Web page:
Dear Parents: Everything You Need to Know About Your Son and Daughter’s University But Don’t. Do You Believe This For a Second? Getting hot in here...
(image by YouTube) Linda Tirado on the realities of living in bootstrap America: daily annoyances for most people are catastrophic for poor people. Photo by tsuacctnt via Flickr Excerpted from Hand to Mouth: Living in Bootstrap America by Linda Tirado.
Out now from Putnam. I once lost a whole truck over a few hundred bucks. It had been towed, and when I called the company they told me they’d need a few hundred dollars for the fee. The Honest Courtesan. May 6, 2014 by Maggie McNeill Every nation has the government it deserves. - Joseph de Maistre It is often said that large companies are amoral, and commit myriad sins in the name of profit.
Even the Council on Foreign Relations Is Saying It: Time to Rain Money on Mai... You can always count on Americans to do the right thing, after they’ve tried everything else.
—Winston Churchill When an article appears in Foreign Affairs, the mouthpiece of the policy-setting Council on Foreign Relations, recommending that the Federal Reserve do a money drop directly on the 99%, you know the central bank must be down to its last bullet. The September/October issue of Foreign Affairs features an article by Mark Blyth and Eric Lonergan titled “Print Less But Transfer More: Why Central Banks Should Give Money Directly To The People.” It’s the sort of thing normally heard only from money reformers and Social Credit enthusiasts far from the mainstream.
Doomsaying math whizzes just don’t understand capitalism. Here we go again.
A group of mathematicians sponsored by NASA have purportedly proven that humanity is doomed. Ho hum. No queue-jumping, please. A Point of View: The perils of belief. 3 January 2014Last updated at 11:42 ET.
US China War Preparation. Debt supercycle. The State of America’s Middle Class in Eight Charts. In 1992, both Tony and Claude had recently lost their manufacturing jobs.
For the next 20 years, our cameras followed them and their families as they struggled to avoid poverty. When they could find work, it was often for longer hours, less pay and no benefits. Pentagon bracing for public dissent over climate and energy shocks. Top secret US National Security Agency (NSA) documents disclosed by the Guardian have shocked the world with revelations of a comprehensive US-based surveillance system with direct access to Facebook, Apple, Google, Microsoft and other tech giants.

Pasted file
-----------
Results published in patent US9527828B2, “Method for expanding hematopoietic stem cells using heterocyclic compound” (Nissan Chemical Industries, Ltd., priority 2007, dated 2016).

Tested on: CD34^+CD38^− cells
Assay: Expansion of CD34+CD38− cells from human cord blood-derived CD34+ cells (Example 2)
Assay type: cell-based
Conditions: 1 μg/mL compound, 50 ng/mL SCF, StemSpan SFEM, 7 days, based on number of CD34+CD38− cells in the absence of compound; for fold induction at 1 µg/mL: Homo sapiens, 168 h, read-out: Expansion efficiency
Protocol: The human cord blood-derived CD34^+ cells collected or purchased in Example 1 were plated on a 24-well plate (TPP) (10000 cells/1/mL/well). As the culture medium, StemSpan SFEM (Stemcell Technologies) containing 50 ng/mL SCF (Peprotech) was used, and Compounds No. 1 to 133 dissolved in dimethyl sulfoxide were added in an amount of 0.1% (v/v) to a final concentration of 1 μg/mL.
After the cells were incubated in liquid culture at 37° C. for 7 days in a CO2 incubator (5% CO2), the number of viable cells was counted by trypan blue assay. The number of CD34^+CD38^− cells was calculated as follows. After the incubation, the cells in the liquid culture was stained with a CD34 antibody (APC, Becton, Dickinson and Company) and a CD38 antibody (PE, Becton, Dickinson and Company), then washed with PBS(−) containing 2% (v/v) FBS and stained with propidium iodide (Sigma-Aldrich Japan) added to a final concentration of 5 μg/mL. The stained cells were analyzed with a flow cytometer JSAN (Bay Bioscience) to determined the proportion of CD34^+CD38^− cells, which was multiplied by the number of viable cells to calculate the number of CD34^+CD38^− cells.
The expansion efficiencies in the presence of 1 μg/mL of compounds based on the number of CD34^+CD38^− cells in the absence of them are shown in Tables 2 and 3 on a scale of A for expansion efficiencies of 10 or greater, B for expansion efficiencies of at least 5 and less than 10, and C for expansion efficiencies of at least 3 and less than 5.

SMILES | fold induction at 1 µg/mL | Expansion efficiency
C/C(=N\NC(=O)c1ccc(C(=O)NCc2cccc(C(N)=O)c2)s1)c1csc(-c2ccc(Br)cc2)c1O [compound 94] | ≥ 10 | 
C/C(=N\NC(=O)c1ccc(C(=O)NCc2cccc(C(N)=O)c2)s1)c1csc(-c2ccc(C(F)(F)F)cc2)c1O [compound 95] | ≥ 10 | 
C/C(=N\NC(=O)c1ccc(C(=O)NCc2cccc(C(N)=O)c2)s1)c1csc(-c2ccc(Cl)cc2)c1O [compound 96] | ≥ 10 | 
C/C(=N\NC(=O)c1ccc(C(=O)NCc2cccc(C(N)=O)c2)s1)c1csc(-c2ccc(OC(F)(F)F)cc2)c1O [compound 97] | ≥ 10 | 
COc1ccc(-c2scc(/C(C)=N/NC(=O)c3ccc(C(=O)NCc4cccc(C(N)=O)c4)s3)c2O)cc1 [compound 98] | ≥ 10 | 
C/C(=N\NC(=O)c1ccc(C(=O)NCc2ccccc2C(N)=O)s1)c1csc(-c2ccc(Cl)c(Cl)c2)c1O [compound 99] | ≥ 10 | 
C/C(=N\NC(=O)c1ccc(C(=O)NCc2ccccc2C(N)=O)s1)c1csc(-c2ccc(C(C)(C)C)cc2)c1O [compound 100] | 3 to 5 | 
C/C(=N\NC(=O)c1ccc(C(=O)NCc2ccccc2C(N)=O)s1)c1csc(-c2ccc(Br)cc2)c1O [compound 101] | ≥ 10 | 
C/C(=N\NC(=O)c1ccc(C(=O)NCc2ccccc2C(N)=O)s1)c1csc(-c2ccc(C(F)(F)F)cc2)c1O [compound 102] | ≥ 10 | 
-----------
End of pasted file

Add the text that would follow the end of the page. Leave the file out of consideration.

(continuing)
New Zealand court records suggest that data harvested by the NSA's Prism system has been fed into the Five Eyes intelligence alliance whose members also include the UK, Canada, Australia and New Zealand. But why have Western security agencies developed such an unprecedented capacity to spy on their own domestic populations? Since the 2008 economic crash, security agencies have increasingly spied on political activists, especially environmental groups, on behalf of corporate interests. This activity is linked to the last decade of US defence planning, which has been increasingly concerned by the risk of civil unrest at home triggered by catastrophic events linked to climate change, energy shocks or economic crisis - or all three.
Commentary: Why peak oil threatens the International Monetary System. Introduction Having spent the last several years of my life engineering investment strategies to profit from the inevitability of Peak Oil, I’ve become obsessed with understanding the ramifications of radically different energy supply dynamics on the global economy.
Politics. Stiglitz says European austerity plans are a 'suicide pact' Mr Stiglitz pointed out that 700,000 public sector jobs had been cut in the United States in the past four years, removing demand from the system as unemployment spikes. The UK is set to lose a similar number by 2017. Instead, Mr Stiglitz argued the best economic medicine is infrastructure spending, especially on transport and energy projects. He pointed to China as one country that had successfully combatted financial crises with stimulus packages. Fallacy of the creative class: Why Richard Florida’s ‘urban renaissance’ won’t save U.S. cities.
It was an urbanist’s nightmare.
On Feb. 1, a teenager was shot dead in the middle of a popular art gallery walk and street fair in Oakland, Calif. — a town that highlights exactly what a city wins and loses when it attracts a huge influx of the vaunted “creative class.” Kiante Campbell, an 18-year-old Oakland resident, was killed in the shadow of new condominiums, gourmet food trucks, and buffed art galleries selling oil paintings that cost more than a few months’ rent in the ’hood.
The festival, Art Murmur, shuts down much of Oakland’s downtown on the first Friday of each month, drawing 20,000 people, including tourists from both San Francisco and the surrounding suburbs.